How poor customer relations erode insurance income

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Chuks Udo Okonta

Christmas and New year celebrations afforded individuals and corporate entities opportunities to express good wishes to people who impacted their lives and business. For corporate entities, it was a time to reassure loyal customers of better relationship in the new year. Aside, the presentations of hampers and other corporate gifts, organisations do send goodwill wishes to their customers who they considered reasons for their continuous stay in business.

While the act of customer relations has been imbibed by most business operators, some operators in the insurance industry are still struggling to embrace the culture and this is really impacting their operations negatively.

To ascertain how insurance companies related with their policyholders during the Christmas and New year celebrations, this medium interviewed some policyholders and our investigations revealed that most of the insurance companies did not in any way communicate with their customers.

Our findings showed that only insurance companies that are at the industry’s top echelon, had embraced this culture, whilst those at the middle and base, operate on just premium and claims basis. Which means, they collect premium, only to see the insured when there is claims to settle.

According to some of those interviewed, whilst their banks, pension fund administrators and other bodies, felicitated with them through sending goodwill wishes, their insurers, never remembered them.

They also stated that during their birthday celebrations, while operators from other sectors felicitate with them, they never receive any message from their insurers.

According to one of those interviewed, the poor customer relations exhibited by an insurer made him stopped the comprehensive policy he took for his vehicle. He noted that when he bought his vehicle, he took a comprehensive cover worth N250,000 and that immediately the premium was paid, he never heard from the underwriter until when the policy was due for renewal. This he said, made him changed the policy to third party which he backed-up with auto tracking device.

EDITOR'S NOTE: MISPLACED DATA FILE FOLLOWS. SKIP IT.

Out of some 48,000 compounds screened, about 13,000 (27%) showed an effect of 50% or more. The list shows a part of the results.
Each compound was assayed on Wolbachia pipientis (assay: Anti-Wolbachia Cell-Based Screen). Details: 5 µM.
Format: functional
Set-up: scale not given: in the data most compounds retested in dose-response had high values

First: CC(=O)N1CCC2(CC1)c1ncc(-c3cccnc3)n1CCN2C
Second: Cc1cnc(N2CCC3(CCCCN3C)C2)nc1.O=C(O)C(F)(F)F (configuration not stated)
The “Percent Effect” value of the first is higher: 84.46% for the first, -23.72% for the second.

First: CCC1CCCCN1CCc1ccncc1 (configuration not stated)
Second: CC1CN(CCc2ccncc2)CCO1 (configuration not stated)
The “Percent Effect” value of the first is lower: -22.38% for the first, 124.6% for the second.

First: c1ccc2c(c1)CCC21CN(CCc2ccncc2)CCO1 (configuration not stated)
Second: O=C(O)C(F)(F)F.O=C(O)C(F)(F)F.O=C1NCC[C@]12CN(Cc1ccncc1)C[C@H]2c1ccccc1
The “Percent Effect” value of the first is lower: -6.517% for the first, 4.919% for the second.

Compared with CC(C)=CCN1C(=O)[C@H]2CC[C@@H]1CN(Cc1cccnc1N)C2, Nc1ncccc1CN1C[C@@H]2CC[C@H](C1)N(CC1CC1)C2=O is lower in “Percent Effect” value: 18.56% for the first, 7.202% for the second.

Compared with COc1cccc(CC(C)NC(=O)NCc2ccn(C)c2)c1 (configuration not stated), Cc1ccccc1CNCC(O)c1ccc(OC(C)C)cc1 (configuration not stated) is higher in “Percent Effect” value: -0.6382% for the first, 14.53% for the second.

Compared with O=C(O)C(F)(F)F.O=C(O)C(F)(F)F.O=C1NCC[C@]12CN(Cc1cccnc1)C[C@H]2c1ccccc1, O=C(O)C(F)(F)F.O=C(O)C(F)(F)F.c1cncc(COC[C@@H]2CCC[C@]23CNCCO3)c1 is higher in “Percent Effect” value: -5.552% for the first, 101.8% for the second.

A journalist, told Inspenonline how he confronted his underwriter for not communicating with him whilst his motor policy last. According to him, he thought the policy was fake, as he never got any message from the insurer, only to be informed by his underwriter that the policy was genuine.

He. Noted that the member of staff of the underwriting firm pleaded for a second chance and that since he renewed the policy, he has never received any information from the company.

Assistant Executive Secretary of the Nigerian Council of Registered Insurance Brokers (NCRIB), Tope Adaramola, said his underwriter has been relating with him perfectly. He applauded the firm and urged others to emulate the good work the firm is doing.

According to him, the firm on a regular basis does send help tips to policyholders, educating them on how to manage risks.

The Managing Director/ Chief Executive Officer, Blue Konsult Limited, Chris Obi, believes poor customer relations and awareness contribute to the existence or thriving of other forms of assurances, like juju; ajo and isusu.

He said poor knowledge of insurance premium has forced people to seek alternatives, adding that the extreme religiosity of millions of insurable Nigerians is partly from insurance issues, which makes them to conveniently wish away the existence of risks in their lives.

“They will say “I reject it.” and coupled with low levels of disposable income, for many, they do not want to listen to insurance salesmen.

“The different forms of ‘isusu’ and ‘ajo’ available have replaced or scared offinsurance in several places.

“Some people resort to a doubtful and bogus “African insurance” or somepopular Juju, for personal protection instead of life insurance, auto, accident and property insurance.

“All these are losses to insurance, out of ignorance, disbelief, mistrust or previous bad experience from insurers,” he said.

He urged insurance operators to always engage their customers by listening to them, adding that without listening to feedback from customers, exceptional service may be obtained.

He said listening to customers is perhaps the most important part of design and strategy to deliver exceptional service and be successful.

Obi enjoined insurers to look out for and remove customers pain points by listening to them through questionnaires, phone calls, forums and other channels. He also canvassed the collating; analysing; interpreting and profiling the information so obtained, and passing the information up to senior management approval and implementation.

The Commissioner for Insurance, Mohammed Kari, noted that good customer experience is essential tool for insurance growth, adding that the difference between great and poor customer service has always been clear, and businesses on the wrong end of this spectrum usually pay a price.

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